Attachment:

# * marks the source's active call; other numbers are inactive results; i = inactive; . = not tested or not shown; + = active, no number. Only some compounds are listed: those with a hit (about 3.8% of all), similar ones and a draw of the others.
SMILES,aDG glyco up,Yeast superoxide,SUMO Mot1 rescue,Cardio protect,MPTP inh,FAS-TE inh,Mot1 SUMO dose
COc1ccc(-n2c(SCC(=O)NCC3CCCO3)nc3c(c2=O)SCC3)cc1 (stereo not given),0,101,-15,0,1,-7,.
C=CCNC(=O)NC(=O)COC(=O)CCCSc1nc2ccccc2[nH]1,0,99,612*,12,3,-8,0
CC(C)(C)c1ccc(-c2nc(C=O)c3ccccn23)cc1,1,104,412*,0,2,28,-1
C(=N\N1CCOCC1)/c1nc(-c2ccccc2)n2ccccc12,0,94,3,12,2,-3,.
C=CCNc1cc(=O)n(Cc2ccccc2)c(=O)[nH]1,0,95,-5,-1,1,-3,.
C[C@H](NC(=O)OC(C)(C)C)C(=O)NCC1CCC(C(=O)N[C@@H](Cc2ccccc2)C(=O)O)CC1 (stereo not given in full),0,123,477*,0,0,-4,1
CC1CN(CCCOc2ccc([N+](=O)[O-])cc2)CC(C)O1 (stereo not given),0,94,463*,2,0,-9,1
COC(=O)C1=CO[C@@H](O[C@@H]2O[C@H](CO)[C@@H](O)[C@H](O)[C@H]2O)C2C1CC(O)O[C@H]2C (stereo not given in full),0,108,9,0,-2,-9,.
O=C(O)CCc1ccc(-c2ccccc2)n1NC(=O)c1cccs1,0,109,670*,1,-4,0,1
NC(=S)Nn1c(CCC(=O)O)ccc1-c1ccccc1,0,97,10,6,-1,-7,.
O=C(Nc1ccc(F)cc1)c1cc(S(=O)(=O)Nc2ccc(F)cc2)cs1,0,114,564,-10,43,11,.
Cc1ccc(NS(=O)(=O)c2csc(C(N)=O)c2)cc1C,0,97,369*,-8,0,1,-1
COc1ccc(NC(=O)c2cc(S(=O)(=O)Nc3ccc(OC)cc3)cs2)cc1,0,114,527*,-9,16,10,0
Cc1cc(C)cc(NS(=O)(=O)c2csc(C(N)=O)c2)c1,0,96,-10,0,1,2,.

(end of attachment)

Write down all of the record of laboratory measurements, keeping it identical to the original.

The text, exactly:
# * marks the source's active call; other numbers are inactive results; i = inactive; . = not tested or not shown; + = active, no number. Only some compounds are listed: those with a hit (about 3.8% of all), similar ones and a draw of the others.
SMILES,aDG glyco up,Yeast superoxide,SUMO Mot1 rescue,Cardio protect,MPTP inh,FAS-TE inh,Mot1 SUMO dose
COc1ccc(-n2c(SCC(=O)NCC3CCCO3)nc3c(c2=O)SCC3)cc1 (stereo not given),0,101,-15,0,1,-7,.
C=CCNC(=O)NC(=O)COC(=O)CCCSc1nc2ccccc2[nH]1,0,99,612*,12,3,-8,0
CC(C)(C)c1ccc(-c2nc(C=O)c3ccccn23)cc1,1,104,412*,0,2,28,-1
C(=N\N1CCOCC1)/c1nc(-c2ccccc2)n2ccccc12,0,94,3,12,2,-3,.
C=CCNc1cc(=O)n(Cc2ccccc2)c(=O)[nH]1,0,95,-5,-1,1,-3,.
C[C@H](NC(=O)OC(C)(C)C)C(=O)NCC1CCC(C(=O)N[C@@H](Cc2ccccc2)C(=O)O)CC1 (stereo not given in full),0,123,477*,0,0,-4,1
CC1CN(CCCOc2ccc([N+](=O)[O-])cc2)CC(C)O1 (stereo not given),0,94,463*,2,0,-9,1
COC(=O)C1=CO[C@@H](O[C@@H]2O[C@H](CO)[C@@H](O)[C@H](O)[C@H]2O)C2C1CC(O)O[C@H]2C (stereo not given in full),0,108,9,0,-2,-9,.
O=C(O)CCc1ccc(-c2ccccc2)n1NC(=O)c1cccs1,0,109,670*,1,-4,0,1
NC(=S)Nn1c(CCC(=O)O)ccc1-c1ccccc1,0,97,10,6,-1,-7,.
O=C(Nc1ccc(F)cc1)c1cc(S(=O)(=O)Nc2ccc(F)cc2)cs1,0,114,564,-10,43,11,.
Cc1ccc(NS(=O)(=O)c2csc(C(N)=O)c2)cc1C,0,97,369*,-8,0,1,-1
COc1ccc(NC(=O)c2cc(S(=O)(=O)Nc3ccc(OC)cc3)cs2)cc1,0,114,527*,-9,16,10,0
Cc1cc(C)cc(NS(=O)(=O)c2csc(C(N)=O)c2)c1,0,96,-10,0,1,2,.